October 22, 2013
Microsoft, which once envisioned a major campus in the Issaquah Highlands, has sold the 63-acre tract to a local developer for a mixed-use project.
Microsoft representatives signed paperwork Oct. 18 to sell the land to a company apparently affiliated with Bellevue-based homebuilder Polygon Northwest.
“We no longer had requirements for office developments in Issaquah,” Microsoft spokesman Lou Gellos said.
October 15, 2013
Mayor Ava Frisinger presented her final budget proposal, which includes $98.3 million in budgeted expenditures, to the City Council Oct. 7.
It includes adding a new human services manager and a police officer, increasing funding for “sustainable” efforts and $55,000 for a feasibility study into a campus to consolidate the locations of city services.
“I’m extremely proud to reflect on the last 16 years,” Frisinger told the council as she presented her budget to them. “Today, we’re planning for what’s next: a commitment to environmental protection, a strong economic base and a strong quality of life for our citizens.”
September 24, 2013
In a meeting that stretched over two nights, the King County Boundary Review Board watched a local tug of war over Issaquah’s intent to annex the Klahanie area.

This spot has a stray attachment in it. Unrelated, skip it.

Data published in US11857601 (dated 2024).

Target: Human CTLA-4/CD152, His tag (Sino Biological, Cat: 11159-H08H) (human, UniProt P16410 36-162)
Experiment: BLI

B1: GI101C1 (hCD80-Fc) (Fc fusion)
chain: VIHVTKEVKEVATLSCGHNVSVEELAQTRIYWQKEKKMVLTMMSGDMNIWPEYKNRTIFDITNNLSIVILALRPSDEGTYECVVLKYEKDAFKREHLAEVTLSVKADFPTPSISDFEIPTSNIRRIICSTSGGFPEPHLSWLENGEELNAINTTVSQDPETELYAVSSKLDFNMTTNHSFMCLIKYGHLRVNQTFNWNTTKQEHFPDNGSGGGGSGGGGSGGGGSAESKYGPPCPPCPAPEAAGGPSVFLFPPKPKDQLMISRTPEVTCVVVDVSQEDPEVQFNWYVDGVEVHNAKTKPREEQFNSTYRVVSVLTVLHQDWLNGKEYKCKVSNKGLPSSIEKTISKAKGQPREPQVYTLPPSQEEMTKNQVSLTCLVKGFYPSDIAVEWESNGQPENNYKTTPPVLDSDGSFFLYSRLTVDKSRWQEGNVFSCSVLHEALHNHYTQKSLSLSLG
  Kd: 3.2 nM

The Boundary Review Board is responsible for guiding and controlling the growth of municipalities. The quasi-judicial body is empowered to make decisions on incorporations, annexations, mergers and more. It will decide whether to allow an annexation vote to Klahanie-area residents by its next regular meeting Oct. 10. On Sept. 18 and 19, it heard government and public testimony about Issaquah’s intent to annex the potential annexation area and more.
September 17, 2013
Water district customers hoodwinked
A city of Issaquah employee was directed to register websites in May in an apparent effort to deceive customers of the Sammamish Plateau Water and Sewer District. That move could open the city up to possible lawsuits.
Mayor Ava Frisinger said in a letter that the move directed by the administration was designed to counter a “misinformation campaign” from the district.
In a Sept. 12 press release, the district pointed to two domain names it found similar to ones it employs in business practices. Both sites, owned by the city of Issaquah, not only resembled established domains of the district, but also took an Internet user straight to a city webpage entitled “Our water, our city.”